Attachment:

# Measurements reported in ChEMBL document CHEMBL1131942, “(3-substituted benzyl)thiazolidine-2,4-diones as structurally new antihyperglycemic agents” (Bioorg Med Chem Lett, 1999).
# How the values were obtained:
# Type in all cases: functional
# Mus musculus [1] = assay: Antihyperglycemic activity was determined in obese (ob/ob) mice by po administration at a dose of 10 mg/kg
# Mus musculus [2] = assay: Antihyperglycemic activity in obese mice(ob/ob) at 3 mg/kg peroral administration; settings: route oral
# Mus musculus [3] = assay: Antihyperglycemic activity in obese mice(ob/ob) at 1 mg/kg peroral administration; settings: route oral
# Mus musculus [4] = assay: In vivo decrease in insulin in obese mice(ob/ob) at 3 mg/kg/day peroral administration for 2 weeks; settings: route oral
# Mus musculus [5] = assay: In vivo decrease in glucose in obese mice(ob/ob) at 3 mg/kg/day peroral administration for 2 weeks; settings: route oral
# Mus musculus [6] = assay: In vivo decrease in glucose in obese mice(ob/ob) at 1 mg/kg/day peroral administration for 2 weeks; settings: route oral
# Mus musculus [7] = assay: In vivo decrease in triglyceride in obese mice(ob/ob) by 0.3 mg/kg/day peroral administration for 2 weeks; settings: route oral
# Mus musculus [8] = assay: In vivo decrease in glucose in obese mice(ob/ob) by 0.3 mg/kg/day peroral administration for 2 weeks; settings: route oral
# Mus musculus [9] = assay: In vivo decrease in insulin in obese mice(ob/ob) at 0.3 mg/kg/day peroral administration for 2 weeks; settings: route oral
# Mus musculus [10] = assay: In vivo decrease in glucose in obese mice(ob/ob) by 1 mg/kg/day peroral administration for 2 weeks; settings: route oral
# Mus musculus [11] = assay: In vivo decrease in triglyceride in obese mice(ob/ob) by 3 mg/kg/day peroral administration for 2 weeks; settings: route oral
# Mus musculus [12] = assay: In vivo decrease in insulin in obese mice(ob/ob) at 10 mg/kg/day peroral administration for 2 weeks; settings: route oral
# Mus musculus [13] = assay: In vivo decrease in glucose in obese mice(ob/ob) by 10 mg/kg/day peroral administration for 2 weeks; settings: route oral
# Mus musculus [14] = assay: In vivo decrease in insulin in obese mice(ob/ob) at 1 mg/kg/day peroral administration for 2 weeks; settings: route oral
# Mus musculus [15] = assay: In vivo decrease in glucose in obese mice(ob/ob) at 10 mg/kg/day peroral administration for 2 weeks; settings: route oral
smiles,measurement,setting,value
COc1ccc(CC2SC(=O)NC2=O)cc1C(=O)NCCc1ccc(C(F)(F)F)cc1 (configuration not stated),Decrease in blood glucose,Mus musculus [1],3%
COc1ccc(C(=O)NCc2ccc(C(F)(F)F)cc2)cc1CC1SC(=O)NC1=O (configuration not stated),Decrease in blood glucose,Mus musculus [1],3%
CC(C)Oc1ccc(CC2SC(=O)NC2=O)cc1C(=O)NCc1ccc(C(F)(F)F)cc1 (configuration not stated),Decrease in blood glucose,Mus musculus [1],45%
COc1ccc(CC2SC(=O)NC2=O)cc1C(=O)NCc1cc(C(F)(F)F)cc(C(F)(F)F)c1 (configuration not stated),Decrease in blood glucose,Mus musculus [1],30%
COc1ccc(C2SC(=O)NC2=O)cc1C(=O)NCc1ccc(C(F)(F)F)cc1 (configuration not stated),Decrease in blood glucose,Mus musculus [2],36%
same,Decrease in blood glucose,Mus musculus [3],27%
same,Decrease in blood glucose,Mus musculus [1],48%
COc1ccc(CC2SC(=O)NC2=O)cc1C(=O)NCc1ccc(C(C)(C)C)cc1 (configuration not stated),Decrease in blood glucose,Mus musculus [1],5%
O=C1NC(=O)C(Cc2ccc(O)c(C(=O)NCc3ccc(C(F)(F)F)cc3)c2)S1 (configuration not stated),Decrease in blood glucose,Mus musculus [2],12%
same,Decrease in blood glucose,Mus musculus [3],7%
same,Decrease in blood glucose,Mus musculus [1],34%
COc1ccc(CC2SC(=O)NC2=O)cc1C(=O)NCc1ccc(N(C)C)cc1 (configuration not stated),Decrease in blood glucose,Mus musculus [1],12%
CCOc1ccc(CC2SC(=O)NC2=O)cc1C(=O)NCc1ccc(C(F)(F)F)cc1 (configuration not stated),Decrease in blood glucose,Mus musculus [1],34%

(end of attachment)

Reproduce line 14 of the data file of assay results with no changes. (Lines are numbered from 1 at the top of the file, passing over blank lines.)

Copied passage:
# Mus musculus [11] = assay: In vivo decrease in triglyceride in obese mice(ob/ob) by 3 mg/kg/day peroral administration for 2 weeks; settings: route oral